Georgios Smaragdakis, TU Berlin, will give a seminar on ‘Detecting Peering Infrastructure Outages in the Wild‘ on 3 October 2017 (12pm – 1pm) in the Large Conference Room in the O’Reilly Institute, Trinity College Dublin.
Peering infrastructures, namely, colocation facilities and Internet exchange points, are located in every major city, have hundreds of network members, and support hundreds of thousands of interconnections around the globe. These infrastructures are well provisioned and managed, but outages have to be expected, e.g., due to power failures, human errors, attacks, and natural disasters. However, little is known about the frequency and impact of outages at these critical infrastructures with high peering concentration.
In this talk, I will first present the tectonic changes in the peering ecosystem and the role of peering infrastructures. Then, I will present our novel and lightweight methodology for detecting peering infrastructure outages. This methodology relies on the observation that BGP communities, announced with routing updates, are an excellent and yet unexplored source of information allowing us to pinpoint outage locations with high accuracy. I will also present Kepler, a system we built to locate the epicenter of infrastructure outages at the level of a building and track the reaction of networks in near real-time. Our analysis unveils four times as many outages as compared to those publicly reported over the past five years. Moreover, it shows that such outages have a significant impact on remote networks and peering infrastructures. Our study provides a unique view of the Internet’s behavior under stress that often goes unreported.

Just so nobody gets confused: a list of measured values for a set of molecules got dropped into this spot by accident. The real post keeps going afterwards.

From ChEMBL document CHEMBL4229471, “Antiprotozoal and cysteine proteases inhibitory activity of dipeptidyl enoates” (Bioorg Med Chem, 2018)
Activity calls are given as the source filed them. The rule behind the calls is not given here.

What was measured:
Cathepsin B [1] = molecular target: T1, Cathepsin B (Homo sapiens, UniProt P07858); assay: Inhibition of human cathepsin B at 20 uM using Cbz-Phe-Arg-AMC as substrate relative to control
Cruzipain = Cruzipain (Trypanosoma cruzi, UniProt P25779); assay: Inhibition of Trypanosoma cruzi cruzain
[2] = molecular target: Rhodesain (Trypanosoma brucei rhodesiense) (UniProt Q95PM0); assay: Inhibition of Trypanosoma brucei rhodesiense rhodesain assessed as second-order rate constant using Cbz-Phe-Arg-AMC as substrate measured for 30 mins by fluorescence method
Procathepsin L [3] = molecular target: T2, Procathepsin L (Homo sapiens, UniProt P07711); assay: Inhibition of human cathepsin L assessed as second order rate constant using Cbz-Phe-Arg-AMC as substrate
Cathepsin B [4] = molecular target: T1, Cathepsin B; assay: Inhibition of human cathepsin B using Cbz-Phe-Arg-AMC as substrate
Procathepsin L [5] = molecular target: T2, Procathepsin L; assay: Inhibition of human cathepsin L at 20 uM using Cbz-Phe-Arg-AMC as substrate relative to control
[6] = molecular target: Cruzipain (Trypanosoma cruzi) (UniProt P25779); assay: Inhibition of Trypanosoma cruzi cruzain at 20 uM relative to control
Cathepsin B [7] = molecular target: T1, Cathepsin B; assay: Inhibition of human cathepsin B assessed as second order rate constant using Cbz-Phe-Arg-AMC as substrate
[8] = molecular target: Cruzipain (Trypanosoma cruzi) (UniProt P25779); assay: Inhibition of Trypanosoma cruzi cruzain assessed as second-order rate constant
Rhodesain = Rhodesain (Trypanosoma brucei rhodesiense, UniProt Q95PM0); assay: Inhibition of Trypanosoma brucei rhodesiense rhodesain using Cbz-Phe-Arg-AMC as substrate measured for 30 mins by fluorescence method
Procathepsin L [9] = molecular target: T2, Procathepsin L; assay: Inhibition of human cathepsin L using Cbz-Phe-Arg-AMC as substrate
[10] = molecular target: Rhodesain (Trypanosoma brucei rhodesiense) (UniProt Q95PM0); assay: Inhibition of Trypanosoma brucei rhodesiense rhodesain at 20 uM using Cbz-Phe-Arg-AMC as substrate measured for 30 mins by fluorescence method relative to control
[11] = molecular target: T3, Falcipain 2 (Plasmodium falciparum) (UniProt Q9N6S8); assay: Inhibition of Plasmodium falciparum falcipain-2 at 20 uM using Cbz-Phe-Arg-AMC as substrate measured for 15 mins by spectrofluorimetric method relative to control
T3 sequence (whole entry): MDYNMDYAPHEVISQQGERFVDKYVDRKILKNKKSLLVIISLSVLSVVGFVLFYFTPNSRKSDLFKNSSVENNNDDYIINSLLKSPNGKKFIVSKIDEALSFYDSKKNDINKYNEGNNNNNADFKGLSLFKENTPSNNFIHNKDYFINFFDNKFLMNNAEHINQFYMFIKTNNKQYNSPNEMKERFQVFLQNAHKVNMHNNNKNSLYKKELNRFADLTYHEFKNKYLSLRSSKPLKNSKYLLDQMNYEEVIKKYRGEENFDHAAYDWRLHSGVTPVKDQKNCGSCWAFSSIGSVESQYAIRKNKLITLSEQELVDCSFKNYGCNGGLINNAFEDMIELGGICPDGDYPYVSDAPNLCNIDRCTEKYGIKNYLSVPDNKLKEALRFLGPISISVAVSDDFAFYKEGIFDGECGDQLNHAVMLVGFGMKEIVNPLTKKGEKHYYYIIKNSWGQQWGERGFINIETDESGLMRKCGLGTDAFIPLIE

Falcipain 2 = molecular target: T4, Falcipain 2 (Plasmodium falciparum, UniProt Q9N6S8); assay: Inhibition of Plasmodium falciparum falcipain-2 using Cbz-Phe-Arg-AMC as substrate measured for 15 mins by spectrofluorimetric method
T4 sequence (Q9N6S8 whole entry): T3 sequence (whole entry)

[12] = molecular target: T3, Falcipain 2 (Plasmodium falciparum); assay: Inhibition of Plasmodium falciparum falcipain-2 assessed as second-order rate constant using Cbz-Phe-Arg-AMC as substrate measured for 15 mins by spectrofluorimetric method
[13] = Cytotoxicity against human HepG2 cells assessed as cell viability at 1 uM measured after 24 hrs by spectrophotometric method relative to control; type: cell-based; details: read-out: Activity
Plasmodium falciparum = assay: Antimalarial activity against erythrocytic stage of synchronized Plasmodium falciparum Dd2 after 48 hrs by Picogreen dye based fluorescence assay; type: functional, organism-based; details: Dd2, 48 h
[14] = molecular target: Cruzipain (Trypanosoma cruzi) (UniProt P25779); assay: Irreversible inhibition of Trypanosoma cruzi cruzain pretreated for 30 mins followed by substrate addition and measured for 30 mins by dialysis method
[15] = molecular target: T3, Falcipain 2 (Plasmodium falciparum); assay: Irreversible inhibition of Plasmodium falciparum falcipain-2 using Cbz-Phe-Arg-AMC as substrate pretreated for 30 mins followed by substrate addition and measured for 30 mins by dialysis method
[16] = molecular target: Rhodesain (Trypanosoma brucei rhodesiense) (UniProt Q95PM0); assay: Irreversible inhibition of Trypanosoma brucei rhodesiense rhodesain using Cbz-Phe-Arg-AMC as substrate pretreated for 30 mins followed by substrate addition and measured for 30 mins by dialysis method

Georgios Smaragdakis is a Professor at TU Berlin, and a visiting researcher at MIT and Akamai. In the past, he was a researcher at Deutsche Telekom Labs and Telefonica Research. He earned his PhD from Boston University and his BEng from TU Crete. George’s research was awarded a European Research Council Starting Grant Award (2015), a Marie Curie International Outgoing Fellowship (2013), and best paper awards at IEEE INFOCOM (2017), ACM IMC (2016 and 2011) and ACM CoNEXT (2015). His research interests include Internet measurement, content delivery, and network and web analytics.
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